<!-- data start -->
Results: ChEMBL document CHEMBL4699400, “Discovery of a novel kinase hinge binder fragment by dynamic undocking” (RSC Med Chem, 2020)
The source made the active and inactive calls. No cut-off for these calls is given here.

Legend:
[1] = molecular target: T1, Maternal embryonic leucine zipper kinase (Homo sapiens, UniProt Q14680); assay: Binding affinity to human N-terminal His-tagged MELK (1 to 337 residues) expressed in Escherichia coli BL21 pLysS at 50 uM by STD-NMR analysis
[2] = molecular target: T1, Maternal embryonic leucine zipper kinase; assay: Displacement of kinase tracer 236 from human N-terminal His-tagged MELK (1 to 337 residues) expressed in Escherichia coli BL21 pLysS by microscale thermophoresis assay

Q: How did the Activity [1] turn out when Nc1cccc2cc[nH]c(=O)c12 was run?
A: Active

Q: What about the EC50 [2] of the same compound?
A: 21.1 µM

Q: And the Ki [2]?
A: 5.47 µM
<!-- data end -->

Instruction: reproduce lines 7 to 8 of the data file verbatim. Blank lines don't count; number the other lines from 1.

A: Active

Q: What about the EC50 [2] of the same compound?